Saturday, March 15, 2008

Walking: the oldest means of transportation

I walked home from work today, mostly because I was curious how long it would take me (65 minutes) and if I was in such bad physical condition that a 4.3-mile walk would wear me out (not really, but I could tell I wasn't wearing good shoes). I could see jogging to work this summer, if I'm feeling inclined to be healthy and active; four miles is a reasonable jog, though twice daily might be a bit much.

Amazon carries over 900 books about walking. I didn't read any of them before walking home today, yet I made it without any problems (I might be some sort of walking prodigy). I'll have to pick one of the books up at Borders tomorrow and glance through it; mostly, I'm curious how you can fill a few hundred pages with walking. Possibly you talk about shoes a lot, and clothes, and monitoring your heart rate, and the importance of staying hydrated, but beyond that I can't see what belongs in the book. Do they talk about common-sense rules, like not walking at night through scary neighborhoods? Do the authors stress the importance of looking down occasionally while you walk, so you don't step in mud or dog poop? Do they discuss technique at all, or do they assume we've all mastered the basics of one-foot-in-front-of-the-other? Are there chapters on the importance of arm-swinging while you walk? These are all questions I want answers to. I'll find out at Borders tomorrow.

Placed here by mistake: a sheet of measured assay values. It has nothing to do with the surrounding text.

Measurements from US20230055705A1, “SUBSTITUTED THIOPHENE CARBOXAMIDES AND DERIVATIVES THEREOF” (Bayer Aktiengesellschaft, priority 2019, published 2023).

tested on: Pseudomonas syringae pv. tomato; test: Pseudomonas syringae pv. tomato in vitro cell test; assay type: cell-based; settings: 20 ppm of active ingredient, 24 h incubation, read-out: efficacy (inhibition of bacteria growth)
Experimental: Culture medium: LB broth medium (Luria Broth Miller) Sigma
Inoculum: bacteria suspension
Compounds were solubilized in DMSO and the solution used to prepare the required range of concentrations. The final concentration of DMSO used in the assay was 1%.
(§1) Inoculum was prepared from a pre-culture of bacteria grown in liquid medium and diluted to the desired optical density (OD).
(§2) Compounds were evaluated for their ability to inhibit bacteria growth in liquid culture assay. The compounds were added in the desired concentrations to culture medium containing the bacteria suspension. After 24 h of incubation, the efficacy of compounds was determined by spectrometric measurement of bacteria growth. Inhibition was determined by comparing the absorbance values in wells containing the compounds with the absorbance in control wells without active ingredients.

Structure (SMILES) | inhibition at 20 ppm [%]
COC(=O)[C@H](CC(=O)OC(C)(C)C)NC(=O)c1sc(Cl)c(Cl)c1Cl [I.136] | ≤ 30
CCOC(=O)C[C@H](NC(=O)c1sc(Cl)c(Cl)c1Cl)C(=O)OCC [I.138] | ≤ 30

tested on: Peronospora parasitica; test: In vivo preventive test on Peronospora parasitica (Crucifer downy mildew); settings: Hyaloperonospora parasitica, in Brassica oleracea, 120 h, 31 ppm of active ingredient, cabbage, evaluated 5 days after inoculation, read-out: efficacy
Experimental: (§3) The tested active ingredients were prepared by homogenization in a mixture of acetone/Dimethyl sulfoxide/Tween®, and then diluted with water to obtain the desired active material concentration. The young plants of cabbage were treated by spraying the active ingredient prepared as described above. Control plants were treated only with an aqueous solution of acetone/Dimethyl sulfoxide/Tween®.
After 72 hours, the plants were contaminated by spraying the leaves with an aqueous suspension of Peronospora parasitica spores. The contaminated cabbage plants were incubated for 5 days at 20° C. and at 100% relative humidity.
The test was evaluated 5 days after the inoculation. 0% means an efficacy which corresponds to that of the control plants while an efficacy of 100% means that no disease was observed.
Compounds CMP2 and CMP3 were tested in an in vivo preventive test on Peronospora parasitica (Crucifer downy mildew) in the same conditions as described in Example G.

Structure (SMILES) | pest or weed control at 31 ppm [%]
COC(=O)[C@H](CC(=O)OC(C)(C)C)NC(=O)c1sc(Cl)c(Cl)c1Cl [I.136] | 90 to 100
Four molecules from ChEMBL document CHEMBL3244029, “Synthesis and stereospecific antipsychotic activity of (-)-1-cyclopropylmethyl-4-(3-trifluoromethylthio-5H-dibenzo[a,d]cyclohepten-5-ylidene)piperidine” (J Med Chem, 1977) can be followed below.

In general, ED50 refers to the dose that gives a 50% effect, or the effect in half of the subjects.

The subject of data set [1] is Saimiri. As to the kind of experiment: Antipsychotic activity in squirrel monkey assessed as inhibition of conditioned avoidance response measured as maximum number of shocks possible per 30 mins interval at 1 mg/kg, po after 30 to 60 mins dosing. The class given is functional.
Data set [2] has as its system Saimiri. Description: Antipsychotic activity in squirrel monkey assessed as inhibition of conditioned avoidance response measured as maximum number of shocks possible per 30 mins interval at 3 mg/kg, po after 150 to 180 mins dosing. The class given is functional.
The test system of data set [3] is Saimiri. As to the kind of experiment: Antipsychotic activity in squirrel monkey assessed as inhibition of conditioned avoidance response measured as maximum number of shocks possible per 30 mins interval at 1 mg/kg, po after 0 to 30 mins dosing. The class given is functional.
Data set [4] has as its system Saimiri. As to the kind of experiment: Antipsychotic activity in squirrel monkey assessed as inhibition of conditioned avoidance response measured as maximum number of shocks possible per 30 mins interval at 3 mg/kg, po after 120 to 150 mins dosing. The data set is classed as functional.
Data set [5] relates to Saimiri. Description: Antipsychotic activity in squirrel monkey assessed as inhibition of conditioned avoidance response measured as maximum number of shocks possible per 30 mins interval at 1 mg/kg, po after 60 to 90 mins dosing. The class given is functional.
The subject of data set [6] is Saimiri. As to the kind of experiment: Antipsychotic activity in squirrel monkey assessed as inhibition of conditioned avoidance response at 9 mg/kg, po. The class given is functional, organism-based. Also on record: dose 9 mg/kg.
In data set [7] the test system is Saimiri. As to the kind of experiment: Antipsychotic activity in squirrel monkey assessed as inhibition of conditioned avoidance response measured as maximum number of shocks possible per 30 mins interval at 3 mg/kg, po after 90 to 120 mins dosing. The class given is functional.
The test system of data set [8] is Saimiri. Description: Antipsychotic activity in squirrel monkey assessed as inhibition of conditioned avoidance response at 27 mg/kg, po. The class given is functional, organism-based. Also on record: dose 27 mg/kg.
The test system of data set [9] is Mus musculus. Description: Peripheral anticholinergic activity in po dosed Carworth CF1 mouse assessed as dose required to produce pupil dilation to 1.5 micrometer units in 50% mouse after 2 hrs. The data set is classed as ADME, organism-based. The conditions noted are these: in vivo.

Ted S. said...

Why bother going to the bookstore? You could always Amafake it (or would that be "commit a nonficliff"?).

NerfSmuggler said...

OK, so what did you find out? I can't imagine more than a single page about the mechanics and then most of it would in a FAQ format where the majority of answers have an implied ", idiot." at the end.